She's 15, loves tech, and wants to be a farmer

CODEGIRL tackles gender gap in tech
CODEGIRL tackles gender gap in tech

Kayla Visser has charted out her summer plans with two seemingly disparate pursuits: farming and technology.

Visser, 15, lives on her family farm in Wilmington, New Hampshire, where she loves caring for the animals -- chickens, rabbits and a dairy cow that she bought with her own money. She also maintains an organic vegetable garden.

In some way, farming is in her blood. "Both of my grandparents grew up on farms. Then we strayed away from agriculture because my parents grew up in the suburbs," she said. "Now we're into it again."

Visser also runs a small business she launched in 2009 called KanineKookies. It's an all-natural snack brand for dogs and horses. She makes the treats herself and supplies them to three local retailers and a dozen monthly customers.

kayla orchard
Kayla in her vegetable garden.

"I use all my proceeds to help kids interact therapeutically with farm animals while learning [about] responsible animal husbandry and organic farming," she said.

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She credits a summer camp called TechGirlz for helping her get the business off the ground at age 9.

TechGirlz is a Philadelphia-based nonprofit that offers classes on things like coding, robotics and 3D printing, as well as a summer camp that teaches middle school girls about entrepreneurship.

kayla and cow
Kayla with the dairy cow she bought with her own money.

"We have workshops where the girls collaborate on group projects tied to a business idea they'd like to launch," said Tracey Welson-Rossman, founder of TechGirlz.

The one-week camp culminates with each group pitching their business ideas.

techgirlz camp
Tracey Welson-Rossman [center], founder of TechGirlz, mentoring a camp class.

In addition to the camp, Visser and her three sisters have taken more than a dozen TechGirlz classes since the program launched in 2009.

"[The camp] connected me to great mentors," said Visser. "I learned how to do a cost-benefit analysis and host a business website through WordPress," she said. "It's still there today."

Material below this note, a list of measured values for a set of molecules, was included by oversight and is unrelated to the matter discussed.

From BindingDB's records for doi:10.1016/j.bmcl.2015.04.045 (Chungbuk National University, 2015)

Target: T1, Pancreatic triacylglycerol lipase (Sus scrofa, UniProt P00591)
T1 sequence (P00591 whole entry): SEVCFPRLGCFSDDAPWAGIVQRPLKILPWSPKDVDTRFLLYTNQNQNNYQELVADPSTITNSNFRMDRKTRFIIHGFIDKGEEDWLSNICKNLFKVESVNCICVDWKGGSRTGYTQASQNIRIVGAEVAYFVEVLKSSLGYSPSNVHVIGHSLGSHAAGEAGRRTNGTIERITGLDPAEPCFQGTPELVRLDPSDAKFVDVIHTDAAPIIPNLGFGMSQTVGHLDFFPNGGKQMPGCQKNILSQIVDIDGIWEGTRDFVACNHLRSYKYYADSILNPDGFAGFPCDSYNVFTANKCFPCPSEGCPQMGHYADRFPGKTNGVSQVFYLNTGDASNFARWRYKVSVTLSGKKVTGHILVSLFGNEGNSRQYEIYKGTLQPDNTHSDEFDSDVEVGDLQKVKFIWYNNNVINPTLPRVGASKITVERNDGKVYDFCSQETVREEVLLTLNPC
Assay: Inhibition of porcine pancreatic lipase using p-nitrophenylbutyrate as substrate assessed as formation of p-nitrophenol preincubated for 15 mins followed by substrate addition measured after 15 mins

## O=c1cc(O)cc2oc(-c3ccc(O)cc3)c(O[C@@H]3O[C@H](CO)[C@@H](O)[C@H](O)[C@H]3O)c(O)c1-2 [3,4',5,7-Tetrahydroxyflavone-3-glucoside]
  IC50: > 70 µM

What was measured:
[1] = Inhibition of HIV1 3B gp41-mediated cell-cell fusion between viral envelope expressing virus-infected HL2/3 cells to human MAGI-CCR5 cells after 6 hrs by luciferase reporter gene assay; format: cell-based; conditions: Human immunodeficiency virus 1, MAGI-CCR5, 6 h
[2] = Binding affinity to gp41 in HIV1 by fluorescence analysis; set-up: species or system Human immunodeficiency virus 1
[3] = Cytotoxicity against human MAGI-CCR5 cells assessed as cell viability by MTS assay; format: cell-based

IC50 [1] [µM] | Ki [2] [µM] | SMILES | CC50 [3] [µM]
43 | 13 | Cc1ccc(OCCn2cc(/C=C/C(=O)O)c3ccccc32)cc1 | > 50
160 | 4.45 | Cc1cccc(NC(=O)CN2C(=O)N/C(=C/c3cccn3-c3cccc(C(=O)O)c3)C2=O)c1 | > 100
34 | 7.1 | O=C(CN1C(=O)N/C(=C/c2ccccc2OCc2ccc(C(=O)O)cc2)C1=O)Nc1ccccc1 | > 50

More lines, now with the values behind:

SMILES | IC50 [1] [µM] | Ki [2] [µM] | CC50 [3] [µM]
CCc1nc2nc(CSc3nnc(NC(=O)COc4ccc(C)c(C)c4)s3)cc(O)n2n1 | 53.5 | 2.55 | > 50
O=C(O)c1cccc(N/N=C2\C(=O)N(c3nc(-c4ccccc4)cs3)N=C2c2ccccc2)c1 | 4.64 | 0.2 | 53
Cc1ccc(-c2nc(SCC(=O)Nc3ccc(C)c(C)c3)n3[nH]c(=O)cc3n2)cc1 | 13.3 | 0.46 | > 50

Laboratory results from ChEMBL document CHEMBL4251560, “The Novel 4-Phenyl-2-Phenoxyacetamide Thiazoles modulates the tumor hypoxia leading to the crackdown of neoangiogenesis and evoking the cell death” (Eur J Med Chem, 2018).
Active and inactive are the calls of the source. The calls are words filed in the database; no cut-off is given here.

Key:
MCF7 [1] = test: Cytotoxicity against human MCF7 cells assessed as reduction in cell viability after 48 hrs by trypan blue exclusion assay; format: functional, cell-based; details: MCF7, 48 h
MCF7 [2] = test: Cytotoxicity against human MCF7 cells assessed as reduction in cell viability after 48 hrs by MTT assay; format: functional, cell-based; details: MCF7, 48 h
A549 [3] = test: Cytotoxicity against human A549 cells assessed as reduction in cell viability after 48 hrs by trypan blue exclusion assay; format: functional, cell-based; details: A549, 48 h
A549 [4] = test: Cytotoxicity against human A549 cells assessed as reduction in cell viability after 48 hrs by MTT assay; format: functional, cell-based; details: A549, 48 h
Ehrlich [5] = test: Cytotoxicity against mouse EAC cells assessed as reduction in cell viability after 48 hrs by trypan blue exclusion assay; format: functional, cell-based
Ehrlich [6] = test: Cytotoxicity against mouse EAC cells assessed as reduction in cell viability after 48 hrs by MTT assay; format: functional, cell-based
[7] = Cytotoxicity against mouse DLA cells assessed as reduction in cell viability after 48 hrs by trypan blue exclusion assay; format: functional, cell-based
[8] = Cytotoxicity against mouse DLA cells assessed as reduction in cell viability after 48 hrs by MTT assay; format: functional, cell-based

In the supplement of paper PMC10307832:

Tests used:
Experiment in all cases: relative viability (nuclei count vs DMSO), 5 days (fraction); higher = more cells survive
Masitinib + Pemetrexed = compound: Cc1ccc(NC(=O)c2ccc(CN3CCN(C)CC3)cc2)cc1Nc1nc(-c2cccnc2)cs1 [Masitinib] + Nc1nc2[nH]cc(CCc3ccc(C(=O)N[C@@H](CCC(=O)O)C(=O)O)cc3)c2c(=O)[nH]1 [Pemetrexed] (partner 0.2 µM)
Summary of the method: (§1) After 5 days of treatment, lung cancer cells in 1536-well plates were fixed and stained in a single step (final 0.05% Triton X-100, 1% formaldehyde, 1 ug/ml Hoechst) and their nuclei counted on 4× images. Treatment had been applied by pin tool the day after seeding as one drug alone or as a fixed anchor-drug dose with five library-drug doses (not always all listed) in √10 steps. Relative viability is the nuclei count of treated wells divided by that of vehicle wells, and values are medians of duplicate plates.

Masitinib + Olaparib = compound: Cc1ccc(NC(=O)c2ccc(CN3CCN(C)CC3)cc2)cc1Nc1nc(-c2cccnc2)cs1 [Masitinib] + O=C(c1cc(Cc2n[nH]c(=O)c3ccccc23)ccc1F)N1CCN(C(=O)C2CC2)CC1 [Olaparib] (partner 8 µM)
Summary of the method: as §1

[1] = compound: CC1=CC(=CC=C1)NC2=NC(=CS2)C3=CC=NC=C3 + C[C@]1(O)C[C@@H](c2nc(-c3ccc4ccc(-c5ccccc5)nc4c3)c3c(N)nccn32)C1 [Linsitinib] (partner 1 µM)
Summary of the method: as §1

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Welson-Rossman, who's chief marketing officer of software development firm Chariot Solutions, launched TechGirlz to correct an imbalance in the tech world.

"We have 60 employees at our company. Most are engineers and men," she said. "We've tried to find women developers, but we can't."

She researched the issue and learned that girls typically start to self-select out of technology-based career paths in high school.

jalynn techgirlz
Jalynn Johnson is pitching her group's business idea on Friday. It's an app called SnapFashion.

"We have to prevent this from happening by reaching girls before then, in middle school."

That's TechGirlz's mission, she said. "We aren't trying to create the next engineer or the next gadget inventor," she said. "We just want girls to be confident in the use of technology, whether or not they decide to use it to start a business or pursue a tech career."

Welson-Rossman said more than 5,000 girls have taken TechGirlz classes and 125 have attended its camp since 2009.

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Jalynn Johnson, 14, is attending this year's camp, which ends Friday. It's her second year participating.

"Last year, my group's business idea was a wearable tech device," she said. "This year our idea is called SnapFashion. It's an app that allows you to take pictures of clothes and accessories in the real world and then find them in stores or online."

Her group designed the app and worked with a developer on a prototype.

"People think boys are ahead of girls in technology," she said. "I really don't think they are."

Visser, who's also teaching a robotics class to young girls in her area, said the camp made her realize how useful technology is.

"Technology is so versatile that no matter what you decide to do in life, it will be a part of it," she said. "I want to be a farmer. I can be a better farmer if I'm educated about technology."

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